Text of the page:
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Fisher X-100B Recommendations and Advice

Discussion in 'Fisher' started by NaiveMelody, Nov 21, 2018.

  1. NaiveMelody

    NaiveMelody New Member

    Messages:
    13
    Hello, I am new to the forum and to the exciting world of tubes. I've wanted to buy a Fisher amp for a while now and I finally pulled the trigger on a X-100B on ebay last night. It is coming straight from a console and the photos looks great. This being my first tube amp I am slightly terrified about plugging this thing in when it arrives even though the previous owner said he had it up and running this week.

    A couple questions:
    When I receive it is there anything that I should do prior to plugging it in? Unfortunately I am a big fan of instant gratification and would really like to check it out as soon as I get it out of the box... but I also don't want to ruin anything.

    Eventually I'd like to give it a full service/restoration but I don't have the funds to do so at the moment. Is there anything I can do to get it up and running safely until I have the chance to get it to a professional? Please keep in mind that I've never worked on something like this before.

    Is there a ball park price range that I can expect to pay to have it serviced? If so, any idea how long something like this usually takes to complete?

    Is there any specific sort of cleaner that I should use (or avoid using) to clean up it up?

    When plugging in a component it looks like one of the plugs is inserted on the top and one is inserted on the back? Red top and black back? He is sending the original manual but i couldn't tell how this works from the photo.

    Thanks again in advance for any thoughts or suggestions. I really appreciate it!


    s-l1600 (3).jpg s-l1600 (2).jpg s-l1600 (1).jpg s-l1600.jpg
     
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  2. Tim D

    Tim D AK Subscriber Subscriber

    Messages:
    1,411
    Location:
    Melbourne, FL
    NaiveMelody,

    Welcome to AK and welcome to the Fisher forum.

    Nice score you have there. I have one of those in my queue to refurbish/repair and I have the kit version (KX-100) in my main system. They are fine amps. I'm listening to Jeff Beck right now through some KLH Six speakers. A sublime combination.

    And yes, all the connections for one channel are on the top of the chassis and the connections for the other channel are on the back of the chassis.

    Do you know what work was done on it before? Typically, you'll want to make sure the power supply is up to date with newer electrolytic caps and change out the couple of other electrolytic caps in there. I'd suggest an inrush limiter (CL-80 thermistor) be added to the AC side of the power supply (I actually added two). This will slow the ramp-up of voltages throughout during a cold turn-on and protect the power switch from the initial arc that tends to ruin them over time. Once I was sure that was done I'd bring it up slowly on a variac or a dim bulb tester and check the voltages throughout and give it a listen if I find everything in order at that point. From there you might determine that you need to clean all the switches and controls with Deoxit or you might find it needs work in some area or another.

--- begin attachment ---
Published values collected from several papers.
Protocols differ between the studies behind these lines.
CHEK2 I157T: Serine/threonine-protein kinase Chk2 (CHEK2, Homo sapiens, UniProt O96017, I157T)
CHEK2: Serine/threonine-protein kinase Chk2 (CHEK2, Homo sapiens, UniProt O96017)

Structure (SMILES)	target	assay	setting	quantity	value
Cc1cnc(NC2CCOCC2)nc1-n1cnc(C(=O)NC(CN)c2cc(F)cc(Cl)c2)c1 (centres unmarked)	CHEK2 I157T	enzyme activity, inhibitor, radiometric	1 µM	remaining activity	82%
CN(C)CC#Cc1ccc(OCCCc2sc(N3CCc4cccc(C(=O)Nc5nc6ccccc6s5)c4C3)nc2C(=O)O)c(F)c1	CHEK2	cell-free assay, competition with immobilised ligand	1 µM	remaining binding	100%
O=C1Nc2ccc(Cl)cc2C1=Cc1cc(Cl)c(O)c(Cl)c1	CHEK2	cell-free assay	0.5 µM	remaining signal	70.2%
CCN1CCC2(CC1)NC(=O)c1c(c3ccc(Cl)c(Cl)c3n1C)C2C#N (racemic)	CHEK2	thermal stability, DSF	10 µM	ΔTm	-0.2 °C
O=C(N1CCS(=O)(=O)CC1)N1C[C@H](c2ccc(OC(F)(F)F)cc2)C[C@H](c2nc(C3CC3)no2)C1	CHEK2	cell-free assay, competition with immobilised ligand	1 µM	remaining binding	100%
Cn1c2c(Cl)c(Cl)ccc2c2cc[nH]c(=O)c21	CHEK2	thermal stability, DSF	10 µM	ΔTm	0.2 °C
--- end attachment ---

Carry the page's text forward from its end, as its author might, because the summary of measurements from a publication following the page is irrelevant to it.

Oh, one thing I found was that I was able to go with a 2A fast blow fuse. I can't remember offhand, but it might be spec'd to use a 3A slow blow fuse. (I'd suggest you check what fuse you have right now too. I'm not suggesting you change it, but I'm giving you what I did.) I wanted the extra protection and interestingly I've never blown a fuse in it.

    They'll be some experts coming along soon to say hi and lend a hand. Just tell us what you find out and what you think you need.
     
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  3. NaiveMelody

    NaiveMelody New Member

    Messages:
    13
    Thanks for the warm welcome and for the info Tim! I'm not totally sure what work has been done on it so I will be getting a quote for a service from Casper at Stereorehab.com in Chicago once I receive it. He was recommended by a friend and was quick to respond to my email so I hope that it goes well. He "highly recommended" not even turning it on when I receive it which is a bit of a bummer but better safe than sorry I guess. Do you have any idea how much a service like this typically runs? I guess it goes with the territory but I was hoping to play with it a bit before investing more money into it. Thanks for the heads up about the KLH Six speakers, they look like they could be a great fit. I currently have some Wharfedale 10.1's but they don't seem like they are efficient enough for this amp. Thoughts? I will be sure to take some pics and give updates as this process unfolds. It would be great to be up and running by Christmas. Thanks again for all of the help and any additional thoughts or suggestions would be greatly appreciated.